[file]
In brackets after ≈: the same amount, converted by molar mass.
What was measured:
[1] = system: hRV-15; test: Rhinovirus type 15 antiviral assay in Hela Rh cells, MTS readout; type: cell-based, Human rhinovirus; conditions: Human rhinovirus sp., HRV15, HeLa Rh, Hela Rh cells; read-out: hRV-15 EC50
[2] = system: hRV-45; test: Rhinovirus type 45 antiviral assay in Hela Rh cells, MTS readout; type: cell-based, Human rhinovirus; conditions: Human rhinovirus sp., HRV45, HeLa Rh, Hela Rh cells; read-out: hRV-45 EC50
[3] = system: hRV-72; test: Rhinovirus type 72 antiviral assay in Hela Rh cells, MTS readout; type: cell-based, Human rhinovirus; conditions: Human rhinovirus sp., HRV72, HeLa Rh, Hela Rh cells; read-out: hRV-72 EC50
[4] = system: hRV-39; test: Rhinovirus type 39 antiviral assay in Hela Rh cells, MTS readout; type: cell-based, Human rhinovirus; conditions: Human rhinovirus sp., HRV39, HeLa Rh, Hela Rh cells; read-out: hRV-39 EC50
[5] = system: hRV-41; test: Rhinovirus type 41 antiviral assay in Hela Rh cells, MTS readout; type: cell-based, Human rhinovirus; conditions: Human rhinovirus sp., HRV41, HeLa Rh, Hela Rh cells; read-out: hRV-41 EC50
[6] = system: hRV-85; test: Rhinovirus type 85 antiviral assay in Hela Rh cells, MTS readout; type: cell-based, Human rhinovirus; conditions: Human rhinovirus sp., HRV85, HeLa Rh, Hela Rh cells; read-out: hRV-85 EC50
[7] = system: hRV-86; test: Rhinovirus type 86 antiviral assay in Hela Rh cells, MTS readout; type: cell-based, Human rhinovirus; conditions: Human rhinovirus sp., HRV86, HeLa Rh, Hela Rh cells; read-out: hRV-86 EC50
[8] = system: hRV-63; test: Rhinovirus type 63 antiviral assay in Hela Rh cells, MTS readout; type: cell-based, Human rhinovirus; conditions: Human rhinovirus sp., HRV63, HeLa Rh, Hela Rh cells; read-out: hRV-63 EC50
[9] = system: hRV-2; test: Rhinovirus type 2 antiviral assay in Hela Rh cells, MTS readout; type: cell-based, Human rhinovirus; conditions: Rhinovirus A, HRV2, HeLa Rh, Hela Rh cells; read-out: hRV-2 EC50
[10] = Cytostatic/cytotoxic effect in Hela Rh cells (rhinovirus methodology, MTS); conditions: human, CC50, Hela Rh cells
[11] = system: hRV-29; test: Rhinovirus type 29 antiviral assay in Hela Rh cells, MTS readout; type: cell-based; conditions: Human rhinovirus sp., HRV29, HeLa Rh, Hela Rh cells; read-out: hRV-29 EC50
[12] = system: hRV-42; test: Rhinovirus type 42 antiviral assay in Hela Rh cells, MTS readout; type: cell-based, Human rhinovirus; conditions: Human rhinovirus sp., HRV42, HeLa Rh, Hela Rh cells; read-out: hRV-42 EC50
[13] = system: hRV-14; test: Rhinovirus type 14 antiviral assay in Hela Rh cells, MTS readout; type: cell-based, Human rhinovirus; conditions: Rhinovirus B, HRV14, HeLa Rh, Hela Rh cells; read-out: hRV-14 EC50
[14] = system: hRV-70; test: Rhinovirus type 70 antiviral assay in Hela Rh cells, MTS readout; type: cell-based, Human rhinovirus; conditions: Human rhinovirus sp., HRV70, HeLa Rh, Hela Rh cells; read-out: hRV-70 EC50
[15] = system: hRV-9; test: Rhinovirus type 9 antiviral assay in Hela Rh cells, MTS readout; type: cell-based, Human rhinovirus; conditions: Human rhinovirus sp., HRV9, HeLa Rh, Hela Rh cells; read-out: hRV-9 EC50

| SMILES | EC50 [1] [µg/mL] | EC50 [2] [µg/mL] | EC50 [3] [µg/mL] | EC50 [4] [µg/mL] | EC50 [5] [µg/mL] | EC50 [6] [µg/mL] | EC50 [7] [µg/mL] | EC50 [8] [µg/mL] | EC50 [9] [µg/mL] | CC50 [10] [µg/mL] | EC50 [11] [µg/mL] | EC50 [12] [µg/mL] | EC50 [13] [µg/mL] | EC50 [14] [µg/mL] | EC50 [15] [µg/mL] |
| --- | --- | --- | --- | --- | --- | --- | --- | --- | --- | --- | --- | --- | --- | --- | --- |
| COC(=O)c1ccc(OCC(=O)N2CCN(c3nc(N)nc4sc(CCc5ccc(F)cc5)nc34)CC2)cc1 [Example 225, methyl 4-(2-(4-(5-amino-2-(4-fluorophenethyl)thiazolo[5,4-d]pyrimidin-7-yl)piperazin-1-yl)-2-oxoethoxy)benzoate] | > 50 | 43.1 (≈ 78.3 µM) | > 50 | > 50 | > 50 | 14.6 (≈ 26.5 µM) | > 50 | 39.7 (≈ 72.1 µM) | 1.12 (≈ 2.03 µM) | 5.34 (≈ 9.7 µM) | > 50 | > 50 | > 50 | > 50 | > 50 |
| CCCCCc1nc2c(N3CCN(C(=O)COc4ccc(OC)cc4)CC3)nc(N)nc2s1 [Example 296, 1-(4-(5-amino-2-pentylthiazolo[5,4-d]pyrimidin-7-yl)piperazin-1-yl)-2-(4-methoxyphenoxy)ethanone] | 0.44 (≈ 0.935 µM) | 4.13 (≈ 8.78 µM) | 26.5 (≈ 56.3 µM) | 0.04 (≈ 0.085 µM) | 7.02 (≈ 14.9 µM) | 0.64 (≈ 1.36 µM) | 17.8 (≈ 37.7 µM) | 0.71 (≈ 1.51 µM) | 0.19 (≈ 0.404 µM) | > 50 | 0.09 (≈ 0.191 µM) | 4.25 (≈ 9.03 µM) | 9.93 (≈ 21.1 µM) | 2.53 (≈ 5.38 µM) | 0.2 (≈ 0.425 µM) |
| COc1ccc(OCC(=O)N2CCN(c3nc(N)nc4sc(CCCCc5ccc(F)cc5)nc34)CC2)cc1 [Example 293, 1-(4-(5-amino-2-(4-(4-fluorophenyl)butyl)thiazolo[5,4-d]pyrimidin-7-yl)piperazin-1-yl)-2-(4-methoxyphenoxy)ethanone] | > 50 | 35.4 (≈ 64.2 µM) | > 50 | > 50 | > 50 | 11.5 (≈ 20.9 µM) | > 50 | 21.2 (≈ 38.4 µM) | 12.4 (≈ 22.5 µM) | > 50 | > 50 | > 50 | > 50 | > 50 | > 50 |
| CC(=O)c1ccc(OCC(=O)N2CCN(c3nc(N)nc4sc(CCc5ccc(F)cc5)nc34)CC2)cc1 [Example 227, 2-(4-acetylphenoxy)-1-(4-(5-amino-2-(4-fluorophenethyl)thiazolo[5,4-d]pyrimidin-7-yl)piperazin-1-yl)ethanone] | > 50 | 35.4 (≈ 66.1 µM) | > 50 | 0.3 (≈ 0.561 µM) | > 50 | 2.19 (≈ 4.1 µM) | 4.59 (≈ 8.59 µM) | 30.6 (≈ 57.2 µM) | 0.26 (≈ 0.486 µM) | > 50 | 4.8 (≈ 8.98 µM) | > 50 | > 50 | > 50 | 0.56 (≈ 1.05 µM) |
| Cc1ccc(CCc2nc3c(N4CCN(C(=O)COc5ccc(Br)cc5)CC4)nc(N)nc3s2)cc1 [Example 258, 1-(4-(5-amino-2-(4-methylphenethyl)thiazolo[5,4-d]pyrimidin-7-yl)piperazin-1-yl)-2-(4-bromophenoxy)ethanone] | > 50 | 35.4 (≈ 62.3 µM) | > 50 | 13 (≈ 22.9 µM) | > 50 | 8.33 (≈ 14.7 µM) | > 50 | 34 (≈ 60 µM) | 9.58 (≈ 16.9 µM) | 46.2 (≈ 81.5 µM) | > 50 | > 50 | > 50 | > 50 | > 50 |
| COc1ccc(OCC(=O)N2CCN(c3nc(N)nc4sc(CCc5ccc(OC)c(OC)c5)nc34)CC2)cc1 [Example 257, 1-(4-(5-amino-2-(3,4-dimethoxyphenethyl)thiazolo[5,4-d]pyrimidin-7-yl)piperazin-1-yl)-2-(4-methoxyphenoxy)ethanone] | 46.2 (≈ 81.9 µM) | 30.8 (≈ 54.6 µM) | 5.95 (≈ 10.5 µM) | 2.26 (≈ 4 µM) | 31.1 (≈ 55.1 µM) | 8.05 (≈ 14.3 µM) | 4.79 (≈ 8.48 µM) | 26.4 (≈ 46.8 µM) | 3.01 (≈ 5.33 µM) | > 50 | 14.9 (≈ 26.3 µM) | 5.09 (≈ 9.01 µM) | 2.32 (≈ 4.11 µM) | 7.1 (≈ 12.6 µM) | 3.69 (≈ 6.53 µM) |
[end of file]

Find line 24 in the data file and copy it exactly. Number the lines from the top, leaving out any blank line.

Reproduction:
| Cc1ccc(CCc2nc3c(N4CCN(C(=O)COc5ccc(Br)cc5)CC4)nc(N)nc3s2)cc1 [Example 258, 1-(4-(5-amino-2-(4-methylphenethyl)thiazolo[5,4-d]pyrimidin-7-yl)piperazin-1-yl)-2-(4-bromophenoxy)ethanone] | > 50 | 35.4 (≈ 62.3 µM) | > 50 | 13 (≈ 22.9 µM) | > 50 | 8.33 (≈ 14.7 µM) | > 50 | 34 (≈ 60 µM) | 9.58 (≈ 16.9 µM) | 46.2 (≈ 81.5 µM) | > 50 | > 50 | > 50 | > 50 | > 50 |